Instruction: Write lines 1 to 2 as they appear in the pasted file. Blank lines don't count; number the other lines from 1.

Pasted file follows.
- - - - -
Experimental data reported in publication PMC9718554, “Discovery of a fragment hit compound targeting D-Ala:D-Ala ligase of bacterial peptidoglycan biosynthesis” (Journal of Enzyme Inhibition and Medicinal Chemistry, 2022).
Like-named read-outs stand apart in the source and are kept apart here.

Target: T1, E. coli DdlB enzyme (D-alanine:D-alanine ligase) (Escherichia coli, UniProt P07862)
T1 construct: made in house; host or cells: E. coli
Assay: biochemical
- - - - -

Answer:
Experimental data reported in publication PMC9718554, “Discovery of a fragment hit compound targeting D-Ala:D-Ala ligase of bacterial peptidoglycan biosynthesis” (Journal of Enzyme Inhibition and Medicinal Chemistry, 2022).
Like-named read-outs stand apart in the source and are kept apart here.